• Text: If you've added text using a 3D modeling/animation software I'd suggest converted it to a mesh, otherwise it can look quite funny. Although there's no way to ensure it always faces the user, 3D text looks pretty cool and in my opinion it's usual a good idea to provide SOME type of labeling for you model. Keep in mind that the people who may visit the cave and open the model will probably know nothing about what they're looking at (beyond the filename), so 3D text can help inform people and also credit the people who made the model and/or collected the data in the first place!
  • Scene Graph / Object Hierarchy: Your scene graph should be as small as possible. A scene with thousands of different objects (such as spheres) can traverse slowly, so you may see a big performance increase by combing these into a single object. Be warned that the (parallelized) processors use by the StarCAVE are not especially fast. If the model renders slowly it's almost impossible to navigate, and you'll have to drag and release the wand very slowly, or it will not register the movement and snap back to its previous position (make it seem like you are "stuck"). It's quite unfortunately but a VRML file that's above 50 MB or >100,000 polygons is likely to run slowly in the cave - too slowly to show off effectively.
  • Scale, Orientation and Starting Position: The issue of scale and orientation appear to be quite tricky. I'm still working this out, but assuming there are no cameras in the scene, the default view of the model is down the negative X axis - meaning you'll see a "Right view" where up is positive Y in your model (as expected), but right is positive Z. Since most modeling programs view down positive Z, you may want group and rotate everything in your scene by +90 degrees around the Y axis (H=90 deg) to have it "face" the user when the model loads. From my estimation, the camera faces the model origin from a distance of about 20 units (in my case centimeters) - making the starting position about (20,0,0) in world space, so you may want to scale and position your model accordingly. A cube at origin of about 10x10x10 cm at origin should show nicely at the front of the StarCAVE (facing forward) and occupy about 10 degrees of your vision. StarCAVE models generally work best (and have a good wow factor) if you start with your model zoomed out and then the user can zoom in.... rather than starting in the middle of a complex scene and the user not knowing what he's seeing. Once the model is open you can use "Scale Model" on the main menu if the model appears to big or small, but if you get the position and scale of your model right in VRML you won't have have to worry about this step.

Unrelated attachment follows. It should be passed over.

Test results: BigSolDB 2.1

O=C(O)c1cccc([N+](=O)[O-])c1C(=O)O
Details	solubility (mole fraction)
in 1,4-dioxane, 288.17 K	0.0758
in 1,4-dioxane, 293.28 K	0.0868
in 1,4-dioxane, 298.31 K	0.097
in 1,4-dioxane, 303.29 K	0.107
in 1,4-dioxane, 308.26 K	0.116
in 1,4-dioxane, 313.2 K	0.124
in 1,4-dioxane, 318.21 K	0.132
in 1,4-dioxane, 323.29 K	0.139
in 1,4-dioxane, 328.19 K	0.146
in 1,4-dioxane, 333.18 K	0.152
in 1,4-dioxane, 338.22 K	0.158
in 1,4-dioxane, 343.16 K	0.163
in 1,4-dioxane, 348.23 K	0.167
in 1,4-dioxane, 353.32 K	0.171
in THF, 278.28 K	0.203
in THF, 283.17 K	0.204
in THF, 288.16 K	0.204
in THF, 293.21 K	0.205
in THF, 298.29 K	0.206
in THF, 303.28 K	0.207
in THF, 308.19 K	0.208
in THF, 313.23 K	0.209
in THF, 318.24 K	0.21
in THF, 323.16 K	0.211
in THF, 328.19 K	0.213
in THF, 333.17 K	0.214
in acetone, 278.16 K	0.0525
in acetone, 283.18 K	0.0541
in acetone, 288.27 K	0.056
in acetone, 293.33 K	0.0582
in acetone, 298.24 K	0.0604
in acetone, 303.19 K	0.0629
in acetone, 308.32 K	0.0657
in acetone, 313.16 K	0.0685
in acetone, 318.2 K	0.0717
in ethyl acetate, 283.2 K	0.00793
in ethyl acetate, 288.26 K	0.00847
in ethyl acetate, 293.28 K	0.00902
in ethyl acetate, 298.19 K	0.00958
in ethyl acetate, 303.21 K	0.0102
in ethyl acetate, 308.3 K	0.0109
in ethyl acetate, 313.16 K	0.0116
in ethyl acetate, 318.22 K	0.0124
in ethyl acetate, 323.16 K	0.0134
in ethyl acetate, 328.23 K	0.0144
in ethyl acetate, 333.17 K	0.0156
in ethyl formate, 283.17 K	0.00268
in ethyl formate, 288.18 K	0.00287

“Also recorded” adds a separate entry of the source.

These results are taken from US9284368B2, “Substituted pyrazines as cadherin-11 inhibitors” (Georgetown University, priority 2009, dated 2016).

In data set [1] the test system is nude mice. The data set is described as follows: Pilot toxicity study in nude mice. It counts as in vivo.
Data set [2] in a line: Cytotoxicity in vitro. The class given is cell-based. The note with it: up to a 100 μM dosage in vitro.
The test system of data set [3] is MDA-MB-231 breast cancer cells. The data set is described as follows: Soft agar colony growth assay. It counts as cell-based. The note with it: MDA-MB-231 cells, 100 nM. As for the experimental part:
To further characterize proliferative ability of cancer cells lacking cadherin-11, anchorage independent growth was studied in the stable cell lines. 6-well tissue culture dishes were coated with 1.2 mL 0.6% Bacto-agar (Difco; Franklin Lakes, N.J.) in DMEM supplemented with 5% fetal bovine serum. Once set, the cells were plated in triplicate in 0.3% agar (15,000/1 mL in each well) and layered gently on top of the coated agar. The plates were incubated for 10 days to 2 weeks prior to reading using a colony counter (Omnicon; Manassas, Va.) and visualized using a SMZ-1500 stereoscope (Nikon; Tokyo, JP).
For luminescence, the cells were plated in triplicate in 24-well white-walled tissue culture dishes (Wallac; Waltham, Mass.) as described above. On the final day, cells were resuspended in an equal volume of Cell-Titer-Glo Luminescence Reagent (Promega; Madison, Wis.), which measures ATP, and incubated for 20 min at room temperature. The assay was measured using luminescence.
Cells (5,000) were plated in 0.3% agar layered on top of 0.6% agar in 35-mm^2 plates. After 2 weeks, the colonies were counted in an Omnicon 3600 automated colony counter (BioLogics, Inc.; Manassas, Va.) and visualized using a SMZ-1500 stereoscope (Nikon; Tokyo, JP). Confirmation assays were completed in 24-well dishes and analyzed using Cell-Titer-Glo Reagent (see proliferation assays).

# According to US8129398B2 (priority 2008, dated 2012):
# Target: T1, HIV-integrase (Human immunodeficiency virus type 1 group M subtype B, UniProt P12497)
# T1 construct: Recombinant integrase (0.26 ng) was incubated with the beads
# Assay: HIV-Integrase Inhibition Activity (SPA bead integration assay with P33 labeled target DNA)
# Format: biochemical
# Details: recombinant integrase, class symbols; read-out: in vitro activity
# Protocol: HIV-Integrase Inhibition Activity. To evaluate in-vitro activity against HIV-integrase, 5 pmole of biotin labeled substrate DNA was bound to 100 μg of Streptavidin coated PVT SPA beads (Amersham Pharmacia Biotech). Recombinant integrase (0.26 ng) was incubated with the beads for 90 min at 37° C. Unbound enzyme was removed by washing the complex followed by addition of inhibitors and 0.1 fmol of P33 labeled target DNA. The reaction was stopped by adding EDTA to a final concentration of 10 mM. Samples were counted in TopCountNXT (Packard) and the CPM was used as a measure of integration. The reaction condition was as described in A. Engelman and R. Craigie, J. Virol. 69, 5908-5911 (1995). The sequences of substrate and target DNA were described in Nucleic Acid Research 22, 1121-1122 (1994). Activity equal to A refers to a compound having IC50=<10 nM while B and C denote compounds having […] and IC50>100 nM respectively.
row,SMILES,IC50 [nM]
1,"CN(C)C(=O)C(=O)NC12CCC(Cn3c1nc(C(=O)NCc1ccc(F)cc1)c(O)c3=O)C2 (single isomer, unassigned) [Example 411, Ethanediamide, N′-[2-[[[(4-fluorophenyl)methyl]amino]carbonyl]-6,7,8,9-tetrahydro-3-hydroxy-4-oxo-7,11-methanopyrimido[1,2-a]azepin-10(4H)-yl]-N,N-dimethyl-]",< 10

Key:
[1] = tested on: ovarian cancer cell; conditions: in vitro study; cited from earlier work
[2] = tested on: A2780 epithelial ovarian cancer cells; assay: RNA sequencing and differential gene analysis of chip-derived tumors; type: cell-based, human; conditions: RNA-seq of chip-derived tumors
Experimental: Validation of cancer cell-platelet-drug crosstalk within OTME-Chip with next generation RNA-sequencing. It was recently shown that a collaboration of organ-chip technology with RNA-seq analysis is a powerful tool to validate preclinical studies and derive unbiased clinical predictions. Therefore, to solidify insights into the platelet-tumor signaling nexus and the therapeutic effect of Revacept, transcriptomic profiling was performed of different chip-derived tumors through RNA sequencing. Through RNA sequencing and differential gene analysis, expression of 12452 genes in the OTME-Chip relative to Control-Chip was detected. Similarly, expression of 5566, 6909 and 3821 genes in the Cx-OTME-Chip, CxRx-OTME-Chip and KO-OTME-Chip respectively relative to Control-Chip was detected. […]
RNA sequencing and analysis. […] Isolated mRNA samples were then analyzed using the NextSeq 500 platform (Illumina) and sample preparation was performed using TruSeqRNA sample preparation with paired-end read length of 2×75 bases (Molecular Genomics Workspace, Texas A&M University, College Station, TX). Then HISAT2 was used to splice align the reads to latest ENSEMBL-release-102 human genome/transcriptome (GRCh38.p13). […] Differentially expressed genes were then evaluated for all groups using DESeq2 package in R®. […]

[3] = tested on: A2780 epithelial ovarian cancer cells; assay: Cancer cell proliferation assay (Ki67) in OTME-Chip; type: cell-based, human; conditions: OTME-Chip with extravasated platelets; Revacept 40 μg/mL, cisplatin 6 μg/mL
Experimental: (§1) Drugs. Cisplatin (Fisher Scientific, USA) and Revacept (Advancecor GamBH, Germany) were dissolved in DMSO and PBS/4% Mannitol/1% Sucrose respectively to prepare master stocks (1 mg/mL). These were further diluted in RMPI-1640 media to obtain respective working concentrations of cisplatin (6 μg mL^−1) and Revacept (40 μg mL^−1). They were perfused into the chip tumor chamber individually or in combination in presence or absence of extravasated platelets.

Turning on StarCAVE

To test your model you'll need to login using the CAVE passwords, then open a terminal and run the following commands:

  1. To turn on the CAVE projectors (usually off to conserve energy and bulbs): $> cave_on
  2. To start the software: $> opencover <complete_path_to_VRML/OBJ/Model_file>

When you are done using, hit escape to kill opencover. It should also clean it up on all the nodes of the cluster driving the CAVE. Then run cave_off from command line to turn off all the projectors


See Also

  • NCMIR - contains a small list of other facilities at CalIt2.


Links



Acknowledgements: Raj Singh from UCSD for showing me the system and how to use it.